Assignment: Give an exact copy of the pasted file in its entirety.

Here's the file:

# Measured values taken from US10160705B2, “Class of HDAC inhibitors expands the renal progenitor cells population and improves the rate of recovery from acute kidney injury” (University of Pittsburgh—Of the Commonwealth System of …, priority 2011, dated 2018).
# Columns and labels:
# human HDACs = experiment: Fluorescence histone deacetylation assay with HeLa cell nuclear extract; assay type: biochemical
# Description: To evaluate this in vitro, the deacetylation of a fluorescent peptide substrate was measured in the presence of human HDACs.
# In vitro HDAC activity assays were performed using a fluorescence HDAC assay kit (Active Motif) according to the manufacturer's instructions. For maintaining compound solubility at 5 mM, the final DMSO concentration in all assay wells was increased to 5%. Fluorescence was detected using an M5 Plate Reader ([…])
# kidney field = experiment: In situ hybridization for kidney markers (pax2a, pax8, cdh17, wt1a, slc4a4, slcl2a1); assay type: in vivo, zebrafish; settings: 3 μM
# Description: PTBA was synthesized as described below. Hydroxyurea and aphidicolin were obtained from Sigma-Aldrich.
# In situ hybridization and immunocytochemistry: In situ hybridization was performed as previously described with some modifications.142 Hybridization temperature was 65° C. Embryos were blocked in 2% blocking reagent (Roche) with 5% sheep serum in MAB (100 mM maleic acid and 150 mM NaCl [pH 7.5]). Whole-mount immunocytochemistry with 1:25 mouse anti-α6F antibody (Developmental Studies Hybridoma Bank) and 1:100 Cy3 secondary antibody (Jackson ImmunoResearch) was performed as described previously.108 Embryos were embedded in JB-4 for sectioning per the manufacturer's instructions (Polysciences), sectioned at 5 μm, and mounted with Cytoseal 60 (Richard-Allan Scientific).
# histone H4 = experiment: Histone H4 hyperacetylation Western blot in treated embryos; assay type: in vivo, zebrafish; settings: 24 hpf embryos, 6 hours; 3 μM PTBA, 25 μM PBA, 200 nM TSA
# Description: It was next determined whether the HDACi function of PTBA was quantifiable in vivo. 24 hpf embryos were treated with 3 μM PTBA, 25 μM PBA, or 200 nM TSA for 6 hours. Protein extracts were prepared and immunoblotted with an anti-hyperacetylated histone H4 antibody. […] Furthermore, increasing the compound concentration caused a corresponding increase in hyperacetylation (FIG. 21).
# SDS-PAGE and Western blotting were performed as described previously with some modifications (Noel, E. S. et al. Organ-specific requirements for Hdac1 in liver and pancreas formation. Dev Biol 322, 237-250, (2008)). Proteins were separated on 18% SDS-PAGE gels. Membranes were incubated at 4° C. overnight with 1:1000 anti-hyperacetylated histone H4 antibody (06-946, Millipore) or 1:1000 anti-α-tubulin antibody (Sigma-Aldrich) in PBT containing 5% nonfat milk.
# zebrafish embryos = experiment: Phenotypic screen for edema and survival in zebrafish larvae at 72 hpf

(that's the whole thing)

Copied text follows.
# Measured values taken from US10160705B2, “Class of HDAC inhibitors expands the renal progenitor cells population and improves the rate of recovery from acute kidney injury” (University of Pittsburgh—Of the Commonwealth System of …, priority 2011, dated 2018).
# Columns and labels:
# human HDACs = experiment: Fluorescence histone deacetylation assay with HeLa cell nuclear extract; assay type: biochemical
# Description: To evaluate this in vitro, the deacetylation of a fluorescent peptide substrate was measured in the presence of human HDACs.
# In vitro HDAC activity assays were performed using a fluorescence HDAC assay kit (Active Motif) according to the manufacturer's instructions. For maintaining compound solubility at 5 mM, the final DMSO concentration in all assay wells was increased to 5%. Fluorescence was detected using an M5 Plate Reader ([…])
# kidney field = experiment: In situ hybridization for kidney markers (pax2a, pax8, cdh17, wt1a, slc4a4, slcl2a1); assay type: in vivo, zebrafish; settings: 3 μM
# Description: PTBA was synthesized as described below. Hydroxyurea and aphidicolin were obtained from Sigma-Aldrich.
# In situ hybridization and immunocytochemistry: In situ hybridization was performed as previously described with some modifications.142 Hybridization temperature was 65° C. Embryos were blocked in 2% blocking reagent (Roche) with 5% sheep serum in MAB (100 mM maleic acid and 150 mM NaCl [pH 7.5]). Whole-mount immunocytochemistry with 1:25 mouse anti-α6F antibody (Developmental Studies Hybridoma Bank) and 1:100 Cy3 secondary antibody (Jackson ImmunoResearch) was performed as described previously.108 Embryos were embedded in JB-4 for sectioning per the manufacturer's instructions (Polysciences), sectioned at 5 μm, and mounted with Cytoseal 60 (Richard-Allan Scientific).
# histone H4 = experiment: Histone H4 hyperacetylation Western blot in treated embryos; assay type: in vivo, zebrafish; settings: 24 hpf embryos, 6 hours; 3 μM PTBA, 25 μM PBA, 200 nM TSA
# Description: It was next determined whether the HDACi function of PTBA was quantifiable in vivo. 24 hpf embryos were treated with 3 μM PTBA, 25 μM PBA, or 200 nM TSA for 6 hours. Protein extracts were prepared and immunoblotted with an anti-hyperacetylated histone H4 antibody. […] Furthermore, increasing the compound concentration caused a corresponding increase in hyperacetylation (FIG. 21).
# SDS-PAGE and Western blotting were performed as described previously with some modifications (Noel, E. S. et al. Organ-specific requirements for Hdac1 in liver and pancreas formation. Dev Biol 322, 237-250, (2008)). Proteins were separated on 18% SDS-PAGE gels. Membranes were incubated at 4° C. overnight with 1:1000 anti-hyperacetylated histone H4 antibody (06-946, Millipore) or 1:1000 anti-α-tubulin antibody (Sigma-Aldrich) in PBT containing 5% nonfat milk.
# zebrafish embryos = experiment: Phenotypic screen for edema and survival in zebrafish larvae at 72 hpf